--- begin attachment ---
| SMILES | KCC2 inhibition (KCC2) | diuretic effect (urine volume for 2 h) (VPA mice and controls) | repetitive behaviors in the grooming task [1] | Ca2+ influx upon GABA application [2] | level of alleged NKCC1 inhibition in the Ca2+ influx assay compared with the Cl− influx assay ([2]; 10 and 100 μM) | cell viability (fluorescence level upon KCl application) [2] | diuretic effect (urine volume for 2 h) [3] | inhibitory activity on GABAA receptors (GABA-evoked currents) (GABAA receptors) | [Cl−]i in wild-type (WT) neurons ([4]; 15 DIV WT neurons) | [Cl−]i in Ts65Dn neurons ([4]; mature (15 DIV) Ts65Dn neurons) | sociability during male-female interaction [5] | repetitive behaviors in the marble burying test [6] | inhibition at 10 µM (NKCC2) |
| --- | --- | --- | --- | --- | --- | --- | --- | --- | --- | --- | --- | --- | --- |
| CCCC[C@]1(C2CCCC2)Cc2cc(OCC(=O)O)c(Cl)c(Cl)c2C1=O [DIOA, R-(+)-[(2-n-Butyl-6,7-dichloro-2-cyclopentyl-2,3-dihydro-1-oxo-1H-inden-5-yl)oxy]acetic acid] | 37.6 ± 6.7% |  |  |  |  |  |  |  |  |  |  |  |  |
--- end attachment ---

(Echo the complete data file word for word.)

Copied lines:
| SMILES | KCC2 inhibition (KCC2) | diuretic effect (urine volume for 2 h) (VPA mice and controls) | repetitive behaviors in the grooming task [1] | Ca2+ influx upon GABA application [2] | level of alleged NKCC1 inhibition in the Ca2+ influx assay compared with the Cl− influx assay ([2]; 10 and 100 μM) | cell viability (fluorescence level upon KCl application) [2] | diuretic effect (urine volume for 2 h) [3] | inhibitory activity on GABAA receptors (GABA-evoked currents) (GABAA receptors) | [Cl−]i in wild-type (WT) neurons ([4]; 15 DIV WT neurons) | [Cl−]i in Ts65Dn neurons ([4]; mature (15 DIV) Ts65Dn neurons) | sociability during male-female interaction [5] | repetitive behaviors in the marble burying test [6] | inhibition at 10 µM (NKCC2) |
| --- | --- | --- | --- | --- | --- | --- | --- | --- | --- | --- | --- | --- | --- |
| CCCC[C@]1(C2CCCC2)Cc2cc(OCC(=O)O)c(Cl)c(Cl)c2C1=O [DIOA, R-(+)-[(2-n-Butyl-6,7-dichloro-2-cyclopentyl-2,3-dihydro-1-oxo-1H-inden-5-yl)oxy]acetic acid] | 37.6 ± 6.7% |  |  |  |  |  |  |  |  |  |  |  |  |